Maintenance Turnarounds are major events for refineries and petrochemical facilities. They typically cost large sums of money to execute. But the cost of executing the turnaround is often dwarfed by the “opportunity cost” of production lost while the facility is shut down. Hence, historically, the development of accurate estimates and strong cost controls has taken a back seat while the focus has been placed on driving the turnaround schedule to minimize the lost production time. However, in recent years, refineries have become more interested in accurate costs as refining margins have narrowed. Similarly, petrochemical plants, where the production opportunity cost driver is less, are also beginning to focus on ideas for improving cost estimating and control.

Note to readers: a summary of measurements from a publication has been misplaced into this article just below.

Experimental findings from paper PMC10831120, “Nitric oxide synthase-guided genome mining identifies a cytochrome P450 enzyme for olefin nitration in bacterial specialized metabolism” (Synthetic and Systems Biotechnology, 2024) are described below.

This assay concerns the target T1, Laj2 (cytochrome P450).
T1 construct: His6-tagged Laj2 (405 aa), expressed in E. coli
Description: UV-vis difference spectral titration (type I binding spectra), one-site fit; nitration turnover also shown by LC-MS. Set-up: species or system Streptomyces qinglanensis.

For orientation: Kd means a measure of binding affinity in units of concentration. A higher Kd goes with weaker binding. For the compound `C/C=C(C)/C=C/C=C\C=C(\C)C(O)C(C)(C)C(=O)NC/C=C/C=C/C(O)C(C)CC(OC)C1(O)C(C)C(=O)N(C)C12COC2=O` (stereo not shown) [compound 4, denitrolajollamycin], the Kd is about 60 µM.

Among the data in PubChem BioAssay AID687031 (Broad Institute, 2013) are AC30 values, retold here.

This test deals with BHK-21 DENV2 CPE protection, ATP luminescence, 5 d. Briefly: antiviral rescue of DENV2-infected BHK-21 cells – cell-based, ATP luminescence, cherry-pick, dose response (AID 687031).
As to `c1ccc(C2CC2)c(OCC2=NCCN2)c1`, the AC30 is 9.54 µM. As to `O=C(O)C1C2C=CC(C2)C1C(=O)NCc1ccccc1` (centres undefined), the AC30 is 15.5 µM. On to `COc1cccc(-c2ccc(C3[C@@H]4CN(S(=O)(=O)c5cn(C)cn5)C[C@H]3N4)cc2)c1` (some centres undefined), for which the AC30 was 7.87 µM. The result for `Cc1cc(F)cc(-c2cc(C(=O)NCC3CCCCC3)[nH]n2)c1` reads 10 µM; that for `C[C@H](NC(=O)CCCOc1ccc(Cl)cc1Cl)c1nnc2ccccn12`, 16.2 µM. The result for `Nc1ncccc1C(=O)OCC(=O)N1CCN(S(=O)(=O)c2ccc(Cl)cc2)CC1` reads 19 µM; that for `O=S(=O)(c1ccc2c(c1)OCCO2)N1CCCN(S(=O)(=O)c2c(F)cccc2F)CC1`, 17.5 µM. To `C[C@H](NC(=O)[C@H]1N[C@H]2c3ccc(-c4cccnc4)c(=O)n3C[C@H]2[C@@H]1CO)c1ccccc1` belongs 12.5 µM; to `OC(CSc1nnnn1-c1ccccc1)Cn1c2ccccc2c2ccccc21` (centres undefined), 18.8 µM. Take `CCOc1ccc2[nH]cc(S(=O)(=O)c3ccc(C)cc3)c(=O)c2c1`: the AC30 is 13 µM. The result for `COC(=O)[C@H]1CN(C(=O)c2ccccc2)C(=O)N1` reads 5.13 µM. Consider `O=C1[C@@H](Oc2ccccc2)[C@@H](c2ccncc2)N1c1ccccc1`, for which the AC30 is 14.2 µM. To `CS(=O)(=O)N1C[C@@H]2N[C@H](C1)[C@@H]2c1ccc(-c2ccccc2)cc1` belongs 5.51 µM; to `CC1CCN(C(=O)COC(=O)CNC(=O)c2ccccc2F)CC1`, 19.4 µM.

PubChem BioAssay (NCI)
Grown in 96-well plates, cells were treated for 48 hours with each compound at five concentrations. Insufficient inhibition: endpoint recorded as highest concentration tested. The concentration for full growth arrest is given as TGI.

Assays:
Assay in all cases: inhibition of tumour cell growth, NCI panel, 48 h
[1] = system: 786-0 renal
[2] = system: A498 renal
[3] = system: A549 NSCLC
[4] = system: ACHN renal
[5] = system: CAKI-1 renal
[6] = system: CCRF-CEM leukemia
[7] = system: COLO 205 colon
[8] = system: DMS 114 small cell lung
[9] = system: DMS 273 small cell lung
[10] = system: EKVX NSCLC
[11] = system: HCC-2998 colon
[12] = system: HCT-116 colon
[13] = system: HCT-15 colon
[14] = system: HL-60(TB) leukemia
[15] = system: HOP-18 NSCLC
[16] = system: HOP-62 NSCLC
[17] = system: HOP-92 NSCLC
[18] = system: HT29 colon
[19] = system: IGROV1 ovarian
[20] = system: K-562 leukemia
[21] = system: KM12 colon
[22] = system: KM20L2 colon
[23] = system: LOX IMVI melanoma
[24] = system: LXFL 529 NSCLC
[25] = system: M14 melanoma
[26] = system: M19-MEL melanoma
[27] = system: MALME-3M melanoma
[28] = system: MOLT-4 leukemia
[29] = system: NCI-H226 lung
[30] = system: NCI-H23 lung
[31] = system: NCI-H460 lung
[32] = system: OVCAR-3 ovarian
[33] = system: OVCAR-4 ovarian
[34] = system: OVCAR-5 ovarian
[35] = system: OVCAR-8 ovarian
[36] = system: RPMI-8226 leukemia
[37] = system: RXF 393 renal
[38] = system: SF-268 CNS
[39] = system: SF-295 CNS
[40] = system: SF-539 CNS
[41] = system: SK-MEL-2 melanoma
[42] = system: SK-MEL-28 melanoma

The technical literature available to the cost estimator wishing to learn more about estimating for capital projects is prodigious. But there is a dearth of similar literature on estimating for turnarounds.
This paper examines the different estimate methodologies used to calculate the base estimate for a turnaround and the effectiveness of those methodologies. It then moves onto a discussion of how allowances and contingency are typically dealt with in turnaround estimates and draws on ideas from the project world to suggest how the calculation of these items might be improved.